Sometimes good news really just means the news wasn't as bad as it could have been. A strained flexor tendon is hardly good news, but for Litsch, it could have been worse. The Jays have had terrible luck keeping their pitchers in one piece over the past few seasons, especially the young ones, and this is just another data point. Litsch came out of the MRI with the good news that it was not a torn ligament; the flexor tendon will shut him down for at least two weeks, but getting back up to speed is likely to take another few weeks even in the best-case scenario. Worse, because Litsch throws a sinker, the pronation is going to put more pressure on that tendon, making it likely that he'll either miss more time or reduce the pronation a bit, which could hurt his results. That's one of those rock-vs.-hard place decisions that the Jays have not managed well.

Tom Gordon (15 DXL)
Injury-prone doesn't matter when you're healthy. Flash has almost been forgotten, but with the Diamondbacks bullpen, he could end up going from forgotten to valuable. Jon Rauch has worked his way out of the high-leverage role, which is right where Gordon will fit in. He's due to begin a minor league rehab assignment, likely down the road in extended spring training or at Tucson, making his return trip a possibility that may come quickly if the elbow holds up. His curveball is almost magical, but it's also the source of much of the career-long issues with his arm. The brutal supination that makes that hammer so heavy is also slamming his elbow shut and taxing everything from the ligaments on up. Gordon makes for an interesting case in contrasts, an injury-prone player with longevity, like a car running on a rebuilt motor, a rigged transmission, and some new floor mats thrown in by the dealer. The D'backs don't want to drive him forever, just a little while longer.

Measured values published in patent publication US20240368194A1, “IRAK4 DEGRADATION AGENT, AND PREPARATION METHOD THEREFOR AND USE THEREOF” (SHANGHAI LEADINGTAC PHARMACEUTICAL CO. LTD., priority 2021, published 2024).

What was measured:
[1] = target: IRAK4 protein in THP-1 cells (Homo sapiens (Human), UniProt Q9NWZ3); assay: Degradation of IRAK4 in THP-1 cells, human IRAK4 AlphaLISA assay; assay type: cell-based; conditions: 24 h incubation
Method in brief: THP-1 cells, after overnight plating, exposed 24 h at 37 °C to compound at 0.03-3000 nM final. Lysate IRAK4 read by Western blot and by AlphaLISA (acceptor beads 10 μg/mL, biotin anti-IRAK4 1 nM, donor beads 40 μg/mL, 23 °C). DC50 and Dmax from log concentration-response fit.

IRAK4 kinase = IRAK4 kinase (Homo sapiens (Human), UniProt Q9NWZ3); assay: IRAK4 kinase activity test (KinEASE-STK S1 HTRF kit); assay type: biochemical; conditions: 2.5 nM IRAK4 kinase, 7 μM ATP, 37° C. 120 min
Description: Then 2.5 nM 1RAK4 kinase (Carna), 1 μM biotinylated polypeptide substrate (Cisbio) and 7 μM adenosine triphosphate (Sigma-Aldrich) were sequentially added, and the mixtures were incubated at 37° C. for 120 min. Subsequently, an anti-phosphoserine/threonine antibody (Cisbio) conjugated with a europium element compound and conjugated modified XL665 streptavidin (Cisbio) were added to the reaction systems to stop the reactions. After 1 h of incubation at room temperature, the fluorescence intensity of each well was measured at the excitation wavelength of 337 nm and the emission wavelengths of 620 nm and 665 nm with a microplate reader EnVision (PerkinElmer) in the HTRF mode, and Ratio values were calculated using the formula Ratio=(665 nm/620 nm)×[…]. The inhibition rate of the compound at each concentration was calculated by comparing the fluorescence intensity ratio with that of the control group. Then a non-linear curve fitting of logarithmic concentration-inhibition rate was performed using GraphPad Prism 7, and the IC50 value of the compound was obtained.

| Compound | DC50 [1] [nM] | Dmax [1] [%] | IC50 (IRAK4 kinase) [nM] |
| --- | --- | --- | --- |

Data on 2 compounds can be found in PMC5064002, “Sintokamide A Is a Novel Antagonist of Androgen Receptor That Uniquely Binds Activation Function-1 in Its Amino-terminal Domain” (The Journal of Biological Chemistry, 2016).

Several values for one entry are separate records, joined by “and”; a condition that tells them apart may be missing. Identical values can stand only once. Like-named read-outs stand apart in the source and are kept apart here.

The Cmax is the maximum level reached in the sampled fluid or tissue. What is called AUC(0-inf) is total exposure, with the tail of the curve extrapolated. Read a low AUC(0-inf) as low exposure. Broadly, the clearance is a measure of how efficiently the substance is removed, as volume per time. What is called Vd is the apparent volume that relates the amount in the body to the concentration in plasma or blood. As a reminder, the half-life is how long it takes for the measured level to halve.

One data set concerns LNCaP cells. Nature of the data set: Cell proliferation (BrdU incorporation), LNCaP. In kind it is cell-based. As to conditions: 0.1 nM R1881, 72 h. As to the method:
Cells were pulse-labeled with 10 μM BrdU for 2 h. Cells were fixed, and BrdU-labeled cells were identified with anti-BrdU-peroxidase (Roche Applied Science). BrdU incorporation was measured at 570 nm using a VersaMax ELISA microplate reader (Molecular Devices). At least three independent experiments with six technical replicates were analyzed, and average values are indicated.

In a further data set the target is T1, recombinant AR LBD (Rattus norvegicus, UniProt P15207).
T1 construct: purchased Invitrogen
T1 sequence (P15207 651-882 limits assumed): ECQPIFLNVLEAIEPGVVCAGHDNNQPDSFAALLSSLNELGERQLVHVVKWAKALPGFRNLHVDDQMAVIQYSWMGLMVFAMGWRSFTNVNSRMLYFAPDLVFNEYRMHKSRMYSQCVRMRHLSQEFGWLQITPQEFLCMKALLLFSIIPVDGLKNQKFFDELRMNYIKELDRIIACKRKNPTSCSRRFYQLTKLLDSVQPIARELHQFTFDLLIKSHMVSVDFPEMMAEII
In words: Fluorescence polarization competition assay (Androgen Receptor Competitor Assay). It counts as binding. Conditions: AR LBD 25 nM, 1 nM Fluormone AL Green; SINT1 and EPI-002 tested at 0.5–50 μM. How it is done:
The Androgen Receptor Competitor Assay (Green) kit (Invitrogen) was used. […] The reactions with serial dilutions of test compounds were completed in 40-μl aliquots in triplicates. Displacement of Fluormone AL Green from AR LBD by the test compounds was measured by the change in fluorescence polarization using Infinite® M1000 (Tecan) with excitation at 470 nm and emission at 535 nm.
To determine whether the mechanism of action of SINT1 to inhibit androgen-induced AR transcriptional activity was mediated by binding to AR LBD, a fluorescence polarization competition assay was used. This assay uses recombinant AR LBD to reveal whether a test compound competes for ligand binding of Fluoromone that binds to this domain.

Joe Mauer (30 DXL)
Baseball is like that old transmission commercial. You can pay me now or pay me later. As expected, Mauer has been moving through his rehab, and the schedule is still what we put forward last week. He's advanced to running, though sources tell me that it's still very much an irritant that necessitates a great deal of treatment both before and after. He has progressed enough for the team to talk about a rehab assignment, likely at High-A Ft. Myers. The team would like to send him to a higher level, but weather is a big concern, and their teams at Rochester and New Britain don't give them much of an option. He's on schedule, but no one seems willing to say that the trouble is going to subside. The biggest negative so far is that none of the problems are catcher-specific, so they couldn't even 'protect' him with DH time. Mauer is going to be a very risky proposition all season long.

Andy LaRoche (7 DXL)